For this last project I made a Twine game. My idea was the ecosystem of a forest, specifically that of the coast redwoods in California. You play as Hyperion, the tallest living tree in the world. There are four stats: erosion, pesticide impact, hydration, and fire risk. They grow each turn depending on which situations are randomly chosen from the links clicked. There is little autonomy, only in the form of in-between turns that reveal more text and heal one point, which is not enough to make a difference. It plays between the normal mode of a Twine game, which is augmented story-telling, and the mode of games where your choices make a difference and you have to conserve your stats.
I decided to use this mechanic to illustrate the state of a tree: it has some processes it goes through, but it’s helpless in the face of global warming to protect itself. Writing from the point of view of an inanimate object was an interesting exercise in how they would experience things, and a switch from most games which are about the human condition, not the environmental one. (Originally there were background illustrations as well, in the form of foot prints of the animals described, but they looked weird so I got rid of them. I might add them back in as gifs.) It also became a slightly educational game, as I did a lot of research and incorporated those details into the game.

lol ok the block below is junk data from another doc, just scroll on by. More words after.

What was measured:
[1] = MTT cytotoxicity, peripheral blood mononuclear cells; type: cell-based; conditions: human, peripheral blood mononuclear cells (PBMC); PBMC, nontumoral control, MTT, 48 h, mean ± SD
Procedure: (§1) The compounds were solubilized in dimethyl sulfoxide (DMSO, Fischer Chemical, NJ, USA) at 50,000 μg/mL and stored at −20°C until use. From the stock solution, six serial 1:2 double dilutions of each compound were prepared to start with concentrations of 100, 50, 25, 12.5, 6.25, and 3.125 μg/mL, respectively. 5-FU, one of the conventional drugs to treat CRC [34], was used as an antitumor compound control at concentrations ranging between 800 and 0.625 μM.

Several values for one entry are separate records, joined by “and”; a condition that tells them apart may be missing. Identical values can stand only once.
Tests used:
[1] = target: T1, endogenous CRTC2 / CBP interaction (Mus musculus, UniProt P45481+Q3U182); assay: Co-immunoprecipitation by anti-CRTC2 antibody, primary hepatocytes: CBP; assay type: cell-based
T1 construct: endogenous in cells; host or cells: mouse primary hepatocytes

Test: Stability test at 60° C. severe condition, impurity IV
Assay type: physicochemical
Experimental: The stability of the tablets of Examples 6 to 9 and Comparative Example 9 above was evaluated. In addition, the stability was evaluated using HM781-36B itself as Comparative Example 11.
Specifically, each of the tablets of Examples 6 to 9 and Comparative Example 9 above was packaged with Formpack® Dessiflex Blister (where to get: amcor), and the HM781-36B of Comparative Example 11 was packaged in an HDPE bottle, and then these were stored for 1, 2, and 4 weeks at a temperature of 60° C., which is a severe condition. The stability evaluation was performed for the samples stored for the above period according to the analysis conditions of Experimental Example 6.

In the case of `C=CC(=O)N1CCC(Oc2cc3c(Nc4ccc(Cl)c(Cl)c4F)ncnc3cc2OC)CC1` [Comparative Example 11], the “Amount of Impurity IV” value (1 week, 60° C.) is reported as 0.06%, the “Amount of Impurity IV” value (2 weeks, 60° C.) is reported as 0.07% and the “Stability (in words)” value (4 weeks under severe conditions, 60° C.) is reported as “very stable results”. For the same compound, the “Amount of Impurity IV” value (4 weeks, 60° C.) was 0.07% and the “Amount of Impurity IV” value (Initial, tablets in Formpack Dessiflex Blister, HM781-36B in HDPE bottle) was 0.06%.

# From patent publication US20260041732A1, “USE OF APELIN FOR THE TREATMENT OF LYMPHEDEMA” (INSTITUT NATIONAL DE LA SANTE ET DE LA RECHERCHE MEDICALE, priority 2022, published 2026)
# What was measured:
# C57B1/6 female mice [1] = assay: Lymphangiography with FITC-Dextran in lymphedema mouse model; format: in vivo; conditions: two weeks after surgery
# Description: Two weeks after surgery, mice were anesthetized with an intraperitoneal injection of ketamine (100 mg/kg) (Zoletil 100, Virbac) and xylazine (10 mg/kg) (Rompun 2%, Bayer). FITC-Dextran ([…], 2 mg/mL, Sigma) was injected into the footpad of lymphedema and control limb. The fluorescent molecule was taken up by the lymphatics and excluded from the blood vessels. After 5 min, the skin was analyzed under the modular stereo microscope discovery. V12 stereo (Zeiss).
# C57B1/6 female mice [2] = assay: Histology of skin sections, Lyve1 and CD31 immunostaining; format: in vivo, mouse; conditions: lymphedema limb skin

Originally the idea was that no matter what you clicked, nothing you did could change the outcome of you dying. I kept the game mostly the same through my iterations, except I added “surviving the year” as a sort of winning end state; however, if the player decides to live another year, inevitably they’ll die. I also added in the “Breathe” stages to give the player extra interaction and add more prose. I wanted to encourage replayability so that the player would cycle through all the possible disaster options.
My inspiration was many different things. Several different Twine games, including howling dogs by Porpentine, which deals with monotony, and Sentry by David Labelle, where you are in the position of a content moderator doing the same thing each day, and are sometimes inexplicably fired. Also, Romero’s The Mechanic is the Message game Síochán leat with its inevitable unwinnability which was mentioned in Works of Game. I like how the actual gameplay is what tells the story in the style of art games. I have more text than just mechanic, but the helplessness is the same; hopefully, it helps people understand more about the fragile state of the redwoods and calls them to action.
The download link is here. When you download and open it, it should open in your browser: https://www.dropbox.com/s/imk1zpceisyvq2a/petrucci%20tree.html?dl=0